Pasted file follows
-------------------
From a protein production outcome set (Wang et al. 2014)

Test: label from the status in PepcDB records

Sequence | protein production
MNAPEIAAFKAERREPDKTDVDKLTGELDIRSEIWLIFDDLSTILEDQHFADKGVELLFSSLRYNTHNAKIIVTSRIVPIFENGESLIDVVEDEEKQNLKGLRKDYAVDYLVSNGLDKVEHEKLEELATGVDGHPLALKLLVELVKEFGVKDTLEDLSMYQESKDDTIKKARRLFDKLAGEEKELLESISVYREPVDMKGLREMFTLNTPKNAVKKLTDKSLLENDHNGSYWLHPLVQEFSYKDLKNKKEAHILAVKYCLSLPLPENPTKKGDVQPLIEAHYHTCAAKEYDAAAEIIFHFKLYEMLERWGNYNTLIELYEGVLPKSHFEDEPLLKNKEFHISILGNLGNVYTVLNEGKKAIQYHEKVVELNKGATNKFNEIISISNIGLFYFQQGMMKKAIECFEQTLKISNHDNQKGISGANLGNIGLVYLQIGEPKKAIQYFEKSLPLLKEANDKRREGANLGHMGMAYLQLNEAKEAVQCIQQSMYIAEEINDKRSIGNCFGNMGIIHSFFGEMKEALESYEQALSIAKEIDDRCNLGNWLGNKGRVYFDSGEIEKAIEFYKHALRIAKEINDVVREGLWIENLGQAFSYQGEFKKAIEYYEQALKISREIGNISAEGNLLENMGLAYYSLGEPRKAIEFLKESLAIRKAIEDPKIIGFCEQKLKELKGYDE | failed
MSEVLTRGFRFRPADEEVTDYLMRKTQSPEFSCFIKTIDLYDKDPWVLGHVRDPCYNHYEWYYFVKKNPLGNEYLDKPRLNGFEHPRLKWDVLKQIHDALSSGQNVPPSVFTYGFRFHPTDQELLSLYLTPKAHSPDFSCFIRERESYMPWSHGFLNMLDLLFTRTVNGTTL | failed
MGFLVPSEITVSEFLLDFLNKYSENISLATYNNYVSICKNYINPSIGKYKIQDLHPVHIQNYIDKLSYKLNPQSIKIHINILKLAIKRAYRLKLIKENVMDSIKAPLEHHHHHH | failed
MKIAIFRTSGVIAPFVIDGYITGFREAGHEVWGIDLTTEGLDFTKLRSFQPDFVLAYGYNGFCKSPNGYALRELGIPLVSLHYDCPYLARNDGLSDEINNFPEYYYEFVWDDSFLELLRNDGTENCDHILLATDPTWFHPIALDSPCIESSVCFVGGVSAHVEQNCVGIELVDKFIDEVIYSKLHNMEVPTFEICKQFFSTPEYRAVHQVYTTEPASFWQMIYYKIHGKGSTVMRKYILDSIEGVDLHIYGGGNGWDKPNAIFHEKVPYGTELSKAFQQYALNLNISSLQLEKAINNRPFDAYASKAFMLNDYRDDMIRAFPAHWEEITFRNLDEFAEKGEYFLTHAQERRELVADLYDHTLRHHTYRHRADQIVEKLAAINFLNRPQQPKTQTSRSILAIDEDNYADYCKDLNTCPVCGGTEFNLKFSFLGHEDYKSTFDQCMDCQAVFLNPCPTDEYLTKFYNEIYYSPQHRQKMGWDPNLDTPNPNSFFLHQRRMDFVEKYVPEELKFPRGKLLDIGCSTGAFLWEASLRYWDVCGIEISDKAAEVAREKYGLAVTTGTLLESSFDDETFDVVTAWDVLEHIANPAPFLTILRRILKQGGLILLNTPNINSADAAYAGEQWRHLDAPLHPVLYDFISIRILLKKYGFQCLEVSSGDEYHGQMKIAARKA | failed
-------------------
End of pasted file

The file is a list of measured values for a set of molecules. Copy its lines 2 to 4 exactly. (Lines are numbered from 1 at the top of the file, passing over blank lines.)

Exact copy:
Test: label from the status in PepcDB records

Sequence | protein production
MNAPEIAAFKAERREPDKTDVDKLTGELDIRSEIWLIFDDLSTILEDQHFADKGVELLFSSLRYNTHNAKIIVTSRIVPIFENGESLIDVVEDEEKQNLKGLRKDYAVDYLVSNGLDKVEHEKLEELATGVDGHPLALKLLVELVKEFGVKDTLEDLSMYQESKDDTIKKARRLFDKLAGEEKELLESISVYREPVDMKGLREMFTLNTPKNAVKKLTDKSLLENDHNGSYWLHPLVQEFSYKDLKNKKEAHILAVKYCLSLPLPENPTKKGDVQPLIEAHYHTCAAKEYDAAAEIIFHFKLYEMLERWGNYNTLIELYEGVLPKSHFEDEPLLKNKEFHISILGNLGNVYTVLNEGKKAIQYHEKVVELNKGATNKFNEIISISNIGLFYFQQGMMKKAIECFEQTLKISNHDNQKGISGANLGNIGLVYLQIGEPKKAIQYFEKSLPLLKEANDKRREGANLGHMGMAYLQLNEAKEAVQCIQQSMYIAEEINDKRSIGNCFGNMGIIHSFFGEMKEALESYEQALSIAKEIDDRCNLGNWLGNKGRVYFDSGEIEKAIEFYKHALRIAKEINDVVREGLWIENLGQAFSYQGEFKKAIEYYEQALKISREIGNISAEGNLLENMGLAYYSLGEPRKAIEFLKESLAIRKAIEDPKIIGFCEQKLKELKGYDE | failed